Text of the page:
汝窯

Ju ware is a fabled form of celadon ceramics produced in China in the region of Ju in Henan province during a 20-year period from 1086 to 1106. Considered by many art connoisseurs to be the finest ceramics ever produced in history, it is estimated that less than 70 examples survive today throughout the whole world. The largest collection is a group of 21 pieces held by the National Palace Museum of Taiwan.

Other than its extreme rarity, what sets Ju ware apart is its color. A breathtaking pale sea green, the glaze used on Ju ware is said to have been the ceramicists' attempt to capture "the color of the sky just after the rain stops and the clouds part." Very close examination also reveals a faint rose-colored overtone believed to be the result of mixing powdered agate into the glaze.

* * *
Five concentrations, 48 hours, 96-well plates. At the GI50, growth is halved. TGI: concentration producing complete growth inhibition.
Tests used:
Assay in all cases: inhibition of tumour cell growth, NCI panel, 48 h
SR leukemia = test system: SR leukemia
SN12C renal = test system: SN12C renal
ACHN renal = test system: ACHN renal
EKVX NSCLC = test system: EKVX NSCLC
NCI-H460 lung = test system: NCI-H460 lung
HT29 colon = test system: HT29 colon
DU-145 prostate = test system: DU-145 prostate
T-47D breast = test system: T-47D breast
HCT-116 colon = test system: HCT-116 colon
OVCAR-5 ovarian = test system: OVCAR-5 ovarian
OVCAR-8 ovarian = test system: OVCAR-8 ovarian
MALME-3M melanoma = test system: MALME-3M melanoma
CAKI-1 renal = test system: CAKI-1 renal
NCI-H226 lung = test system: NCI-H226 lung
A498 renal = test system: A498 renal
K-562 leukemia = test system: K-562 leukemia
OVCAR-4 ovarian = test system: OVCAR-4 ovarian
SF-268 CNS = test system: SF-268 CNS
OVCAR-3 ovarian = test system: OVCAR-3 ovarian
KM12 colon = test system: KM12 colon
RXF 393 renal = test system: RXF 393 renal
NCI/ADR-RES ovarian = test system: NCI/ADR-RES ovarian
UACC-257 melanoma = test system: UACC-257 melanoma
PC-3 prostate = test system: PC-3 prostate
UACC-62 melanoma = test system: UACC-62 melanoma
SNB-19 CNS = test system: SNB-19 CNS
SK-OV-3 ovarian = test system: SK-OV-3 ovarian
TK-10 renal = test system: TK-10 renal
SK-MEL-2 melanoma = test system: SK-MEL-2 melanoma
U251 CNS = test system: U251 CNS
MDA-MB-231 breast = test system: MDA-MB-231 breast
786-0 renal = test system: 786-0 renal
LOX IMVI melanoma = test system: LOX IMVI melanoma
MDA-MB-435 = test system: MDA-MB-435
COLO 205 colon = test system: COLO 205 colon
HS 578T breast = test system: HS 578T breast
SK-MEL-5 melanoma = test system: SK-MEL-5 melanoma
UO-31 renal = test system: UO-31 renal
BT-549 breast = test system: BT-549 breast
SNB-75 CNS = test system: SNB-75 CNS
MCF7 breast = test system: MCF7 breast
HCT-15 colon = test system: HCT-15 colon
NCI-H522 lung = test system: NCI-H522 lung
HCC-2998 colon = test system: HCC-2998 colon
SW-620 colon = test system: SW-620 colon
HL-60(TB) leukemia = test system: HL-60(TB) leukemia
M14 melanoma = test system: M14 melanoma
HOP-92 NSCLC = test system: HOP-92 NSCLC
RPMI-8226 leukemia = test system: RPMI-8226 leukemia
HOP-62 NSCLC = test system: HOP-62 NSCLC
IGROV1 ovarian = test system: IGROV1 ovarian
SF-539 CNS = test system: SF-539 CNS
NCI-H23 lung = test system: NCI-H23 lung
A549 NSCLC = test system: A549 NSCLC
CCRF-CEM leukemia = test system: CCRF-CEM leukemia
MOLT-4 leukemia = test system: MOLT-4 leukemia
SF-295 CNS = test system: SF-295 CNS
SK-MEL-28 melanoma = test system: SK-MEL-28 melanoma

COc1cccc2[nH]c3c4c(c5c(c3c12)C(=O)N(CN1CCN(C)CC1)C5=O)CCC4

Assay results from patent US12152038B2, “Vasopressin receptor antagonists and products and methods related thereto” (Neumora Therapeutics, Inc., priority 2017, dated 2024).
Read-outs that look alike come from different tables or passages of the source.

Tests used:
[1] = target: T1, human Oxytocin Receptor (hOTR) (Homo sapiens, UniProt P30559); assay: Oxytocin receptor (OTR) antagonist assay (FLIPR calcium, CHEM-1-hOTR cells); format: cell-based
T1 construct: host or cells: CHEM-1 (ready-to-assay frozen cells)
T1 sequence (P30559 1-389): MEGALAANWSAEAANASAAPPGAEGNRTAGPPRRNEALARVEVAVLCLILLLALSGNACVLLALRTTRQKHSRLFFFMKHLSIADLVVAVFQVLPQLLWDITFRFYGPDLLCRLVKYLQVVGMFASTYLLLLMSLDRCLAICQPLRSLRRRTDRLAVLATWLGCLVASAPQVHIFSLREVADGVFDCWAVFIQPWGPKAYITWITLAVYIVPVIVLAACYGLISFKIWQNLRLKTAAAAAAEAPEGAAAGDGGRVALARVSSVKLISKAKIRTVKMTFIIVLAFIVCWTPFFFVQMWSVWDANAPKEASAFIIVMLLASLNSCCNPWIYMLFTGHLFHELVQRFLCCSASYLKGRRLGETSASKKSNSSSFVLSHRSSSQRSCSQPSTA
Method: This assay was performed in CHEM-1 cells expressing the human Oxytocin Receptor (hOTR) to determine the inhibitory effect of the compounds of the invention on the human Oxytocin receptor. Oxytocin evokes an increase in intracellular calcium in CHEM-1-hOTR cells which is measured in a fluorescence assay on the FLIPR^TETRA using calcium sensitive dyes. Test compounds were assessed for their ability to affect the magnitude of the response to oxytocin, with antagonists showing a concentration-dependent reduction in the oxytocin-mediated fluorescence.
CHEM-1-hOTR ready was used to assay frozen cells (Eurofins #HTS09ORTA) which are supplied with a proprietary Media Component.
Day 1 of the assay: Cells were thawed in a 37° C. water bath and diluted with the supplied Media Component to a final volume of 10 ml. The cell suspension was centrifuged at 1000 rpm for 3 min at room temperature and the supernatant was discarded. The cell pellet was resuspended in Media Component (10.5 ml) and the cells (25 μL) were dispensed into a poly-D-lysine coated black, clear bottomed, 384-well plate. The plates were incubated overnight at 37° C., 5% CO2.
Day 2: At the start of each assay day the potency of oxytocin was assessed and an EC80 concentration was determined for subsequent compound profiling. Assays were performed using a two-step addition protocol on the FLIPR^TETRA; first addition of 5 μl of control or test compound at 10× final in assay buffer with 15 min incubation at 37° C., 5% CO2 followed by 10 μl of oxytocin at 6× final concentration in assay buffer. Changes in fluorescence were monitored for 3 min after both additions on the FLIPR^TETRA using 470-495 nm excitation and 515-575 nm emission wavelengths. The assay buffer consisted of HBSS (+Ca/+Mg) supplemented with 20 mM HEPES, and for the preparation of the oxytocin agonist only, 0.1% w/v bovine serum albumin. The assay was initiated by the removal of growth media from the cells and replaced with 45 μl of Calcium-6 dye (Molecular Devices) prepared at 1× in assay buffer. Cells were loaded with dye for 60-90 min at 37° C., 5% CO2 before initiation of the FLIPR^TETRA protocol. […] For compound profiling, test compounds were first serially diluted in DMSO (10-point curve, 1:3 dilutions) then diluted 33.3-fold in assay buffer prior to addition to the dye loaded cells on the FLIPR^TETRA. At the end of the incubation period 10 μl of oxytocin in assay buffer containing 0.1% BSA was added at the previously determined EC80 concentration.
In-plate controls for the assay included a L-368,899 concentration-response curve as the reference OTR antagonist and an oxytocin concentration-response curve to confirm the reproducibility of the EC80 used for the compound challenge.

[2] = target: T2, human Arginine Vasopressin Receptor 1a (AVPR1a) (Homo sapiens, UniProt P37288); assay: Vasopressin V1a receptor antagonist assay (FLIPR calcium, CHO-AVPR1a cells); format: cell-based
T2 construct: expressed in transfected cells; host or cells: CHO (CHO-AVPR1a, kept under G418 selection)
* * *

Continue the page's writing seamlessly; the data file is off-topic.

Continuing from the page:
Ju ware is rare in part because it was only produced for a short time, and not much of it was produced to begin with. But the rarity was exacerbated by the fact that Ju ware was deemed so outstanding that a rule was promulgated that the Emperor would have the first chance to purchase any item of Ju ware that was created. The Emperor ended up purchasing the vast majority of Ju ware, meaning that almost no examples of Ju ware circulated on the general market. Moreover, whereas many other types of Chinese ceramics were widely copied and forged in later years, no one has ever been able to replicate the secret glaze that makes Ju ware so distinctive.